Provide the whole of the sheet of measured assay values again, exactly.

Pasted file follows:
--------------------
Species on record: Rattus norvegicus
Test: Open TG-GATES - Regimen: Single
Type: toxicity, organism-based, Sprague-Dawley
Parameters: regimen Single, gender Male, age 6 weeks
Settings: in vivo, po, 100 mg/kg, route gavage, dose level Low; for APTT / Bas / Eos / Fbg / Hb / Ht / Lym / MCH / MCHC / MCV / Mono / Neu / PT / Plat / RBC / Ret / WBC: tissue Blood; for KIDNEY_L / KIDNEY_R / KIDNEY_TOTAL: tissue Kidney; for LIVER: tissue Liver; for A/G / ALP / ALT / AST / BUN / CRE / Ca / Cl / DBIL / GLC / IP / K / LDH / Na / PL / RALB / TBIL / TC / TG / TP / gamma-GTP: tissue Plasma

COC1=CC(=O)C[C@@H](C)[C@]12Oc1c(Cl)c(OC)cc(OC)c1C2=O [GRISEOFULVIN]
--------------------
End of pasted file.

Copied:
Species on record: Rattus norvegicus
Test: Open TG-GATES - Regimen: Single
Type: toxicity, organism-based, Sprague-Dawley
Parameters: regimen Single, gender Male, age 6 weeks
Settings: in vivo, po, 100 mg/kg, route gavage, dose level Low; for APTT / Bas / Eos / Fbg / Hb / Ht / Lym / MCH / MCHC / MCV / Mono / Neu / PT / Plat / RBC / Ret / WBC: tissue Blood; for KIDNEY_L / KIDNEY_R / KIDNEY_TOTAL: tissue Kidney; for LIVER: tissue Liver; for A/G / ALP / ALT / AST / BUN / CRE / Ca / Cl / DBIL / GLC / IP / K / LDH / Na / PL / RALB / TBIL / TC / TG / TP / gamma-GTP: tissue Plasma

COC1=CC(=O)C[C@@H](C)[C@]12Oc1c(Cl)c(OC)cc(OC)c1C2=O [GRISEOFULVIN]